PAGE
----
Hawks Insider

How Hawks can utilize draft capital after winning lottery

/ by Charlie Roumeliotis
Presented By Nationwide Insurance Agent Jeff Vukovich
Hawks Insider

The Blackhawks struck gold by winning the 2023 NHL Draft lottery and will check off the most important box of a full-scale rebuild by landing a foundational piece with the No. 1 overall pick, which is expected to be Connor Bedard.

All the attention is on the lottery selection, and rightfully so. But that doesn't mean the Blackhawks can now kick up their feet and cross their arms. It's actually the exact opposite.

Blackhawks GM Kyle Davidson hoarded draft capital at the deadline and has given himself 11 picks in 2023, including eight in the first three rounds and six in the first two rounds. More notably, he's given himself options on what exactly to do with all of them.

On a recent radio appearance with 670 The Score's Mully & Haugh, Davidson said that trading up in the draft is "definitely something we're exploring." 

"I think the level of success we reach will be dictated by the level of player we can acquire," Davidson said. "And logic dictates that the higher you are in the draft, the better chance you have of getting a good player. And so we're going to explore the opportunities available to us to potentially move up again."

The Blackhawks have four second-rounders and two third-rounders, and it also helps that they have an additional first-rounder from Tampa Bay at No. 19 overall. Surely, the Blackhawks expected that to be in the late 20s or early 30s when the deal was executed, and the fact it's closer to the middle of the first round shouldn't be understated in a deep draft class like this one.

So how can the Blackhawks utilize all their draft capital? I can think of two potential "trade-up" ideas right off the bat:

1) If the Blackhawks are sitting at No. 19 and Davidson sees a player they have in a higher tier that's still available, identify a team in the middle of the first round that doesn't have a ton of draft currency and could afford to fall back a few spots for an additional draft pick like, say, Pittsburgh — which has only one draft pick in Rounds 2-4 — at No. 14 and sacrifice one of the later of the four second-rounders to go "get your guy."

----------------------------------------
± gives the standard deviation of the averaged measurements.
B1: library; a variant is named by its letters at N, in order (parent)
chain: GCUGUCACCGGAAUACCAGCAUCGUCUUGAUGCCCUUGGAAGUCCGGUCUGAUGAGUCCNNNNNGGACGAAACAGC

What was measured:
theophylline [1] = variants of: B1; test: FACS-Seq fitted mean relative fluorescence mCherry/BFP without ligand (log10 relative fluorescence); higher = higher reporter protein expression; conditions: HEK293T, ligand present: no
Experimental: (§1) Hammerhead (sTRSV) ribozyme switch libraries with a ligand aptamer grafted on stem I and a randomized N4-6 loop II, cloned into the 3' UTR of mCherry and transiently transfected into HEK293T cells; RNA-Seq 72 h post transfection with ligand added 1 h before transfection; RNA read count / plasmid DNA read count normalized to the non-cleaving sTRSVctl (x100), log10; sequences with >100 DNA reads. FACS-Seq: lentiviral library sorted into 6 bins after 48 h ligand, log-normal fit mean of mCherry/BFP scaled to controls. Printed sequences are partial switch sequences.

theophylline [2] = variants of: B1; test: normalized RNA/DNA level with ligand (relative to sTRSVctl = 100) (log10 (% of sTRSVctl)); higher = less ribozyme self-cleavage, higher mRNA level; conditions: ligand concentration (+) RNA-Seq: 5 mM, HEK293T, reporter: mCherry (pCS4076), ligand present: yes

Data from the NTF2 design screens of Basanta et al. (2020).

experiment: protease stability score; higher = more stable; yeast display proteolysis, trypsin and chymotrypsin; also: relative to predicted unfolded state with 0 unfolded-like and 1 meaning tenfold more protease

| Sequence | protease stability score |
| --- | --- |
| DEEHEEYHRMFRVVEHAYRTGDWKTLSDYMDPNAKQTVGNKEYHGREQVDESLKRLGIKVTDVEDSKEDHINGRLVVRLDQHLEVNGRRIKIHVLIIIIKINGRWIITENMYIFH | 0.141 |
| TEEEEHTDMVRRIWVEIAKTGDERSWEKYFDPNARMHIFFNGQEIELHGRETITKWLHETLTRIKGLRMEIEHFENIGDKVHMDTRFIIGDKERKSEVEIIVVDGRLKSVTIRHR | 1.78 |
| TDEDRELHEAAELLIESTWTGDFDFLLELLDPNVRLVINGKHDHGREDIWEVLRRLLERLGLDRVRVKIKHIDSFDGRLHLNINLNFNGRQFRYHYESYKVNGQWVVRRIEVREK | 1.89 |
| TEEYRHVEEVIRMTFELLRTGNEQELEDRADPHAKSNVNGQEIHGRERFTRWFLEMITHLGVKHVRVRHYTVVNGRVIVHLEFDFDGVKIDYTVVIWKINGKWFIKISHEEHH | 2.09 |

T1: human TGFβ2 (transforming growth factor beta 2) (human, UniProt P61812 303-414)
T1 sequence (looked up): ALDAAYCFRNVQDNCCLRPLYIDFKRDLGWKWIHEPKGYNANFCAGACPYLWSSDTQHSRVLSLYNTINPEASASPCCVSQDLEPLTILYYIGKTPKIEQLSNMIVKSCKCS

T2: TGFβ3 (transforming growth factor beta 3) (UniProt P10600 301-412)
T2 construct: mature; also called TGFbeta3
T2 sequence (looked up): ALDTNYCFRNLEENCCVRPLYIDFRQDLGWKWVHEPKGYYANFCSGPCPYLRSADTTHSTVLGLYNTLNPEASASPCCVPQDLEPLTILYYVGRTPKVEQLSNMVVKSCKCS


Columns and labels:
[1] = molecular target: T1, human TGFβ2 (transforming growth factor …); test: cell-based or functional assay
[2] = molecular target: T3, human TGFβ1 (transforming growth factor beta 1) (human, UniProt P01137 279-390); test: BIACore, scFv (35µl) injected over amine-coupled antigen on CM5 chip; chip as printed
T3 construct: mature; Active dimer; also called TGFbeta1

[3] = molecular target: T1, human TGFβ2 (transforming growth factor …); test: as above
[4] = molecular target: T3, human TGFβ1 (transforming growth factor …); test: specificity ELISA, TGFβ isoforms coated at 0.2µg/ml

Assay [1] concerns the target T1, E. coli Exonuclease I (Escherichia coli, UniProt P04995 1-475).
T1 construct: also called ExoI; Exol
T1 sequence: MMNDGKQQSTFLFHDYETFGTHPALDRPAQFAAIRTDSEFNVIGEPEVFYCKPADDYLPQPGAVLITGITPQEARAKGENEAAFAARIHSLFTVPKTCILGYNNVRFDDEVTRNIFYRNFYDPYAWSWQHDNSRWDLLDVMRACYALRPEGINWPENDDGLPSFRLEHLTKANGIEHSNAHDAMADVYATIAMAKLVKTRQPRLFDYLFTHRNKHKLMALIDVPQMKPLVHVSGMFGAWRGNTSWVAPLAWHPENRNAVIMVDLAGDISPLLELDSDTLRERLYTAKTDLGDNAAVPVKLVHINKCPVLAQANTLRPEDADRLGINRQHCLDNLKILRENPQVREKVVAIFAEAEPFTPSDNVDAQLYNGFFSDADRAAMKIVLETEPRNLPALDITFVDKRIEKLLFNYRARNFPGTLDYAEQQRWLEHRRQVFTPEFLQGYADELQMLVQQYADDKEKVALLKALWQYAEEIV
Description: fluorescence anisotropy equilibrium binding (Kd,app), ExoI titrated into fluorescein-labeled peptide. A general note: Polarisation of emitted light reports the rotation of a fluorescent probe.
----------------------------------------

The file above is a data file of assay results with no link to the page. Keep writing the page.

2) The Blackhawks can make their selections at No. 1 and No. 19 but then package one of their third-round picks with their highest second-rounder to move into the back end of the first round if a player they like is still on the board and may not be there by the time their next pick rolls around. It would essentially give them three first-round picks like Davidson acquired last year.

"The luxury is, you can take a chance on a guy that you don't think you [can] maybe get later," Blackhawks director of amateur scouting Mike Doneghey said on the latest Blackhawks Talk Podcast of having a lot of picks in the first few rounds. "Because you already got some guys in the stable."

The Blackhawks did that last year by taking a swing on defenseman Sam Rinzel with the No. 25 overall pick, which was earlier than some projections had him going. His upside is high, but he's a longer-term project, and the Blackhawks didn't mind snagging him that high because they had already secured two players they coveted at No. 7 with Kevin Korchinski and No. 13 with Frank Nazar.

The third longshot idea is, the Blackhawks could trade up twice: Once to move up from No. 19 to No. 14 and then again from the early second round to the late first round. That would obviously require giving up multiple additional picks, which isn't the worst thing, but in a deep class like this, having a lot of picks in Rounds 1-3 might not be such a bad thing because it increases your chances of hitting on a player.

"I forget which general manager said it a few years ago, he said the only way to hit on more is if you have more," Doneghey said. "It's simple math."

We haven't enough mentioned how the Blackhawks are slated to have two first-round picks in 2024 and 2025, and 11 total picks in the first three rounds of the 2024 and 2025 drafts that could potentially be used to do the same, or, at some point, serve as trade chips to add impact-type NHL players when the team is ready to contend again.

Davidson has options this year and that's all you could really ask for. It also takes two to tango. It's easy to toss around ideas on paper, but we'll see what presents itself when the draft rolls around.

"We've got eight picks in the first three rounds of the draft, which is a lot," Davidson said. "I will concede that that's a lot. I think it's probably unlikely that we make all those picks.

"How that manifests itself, whether it's in a move-up, whether we move some picks for future picks or something like that, that remains to be seen. But that's a lot of picks."

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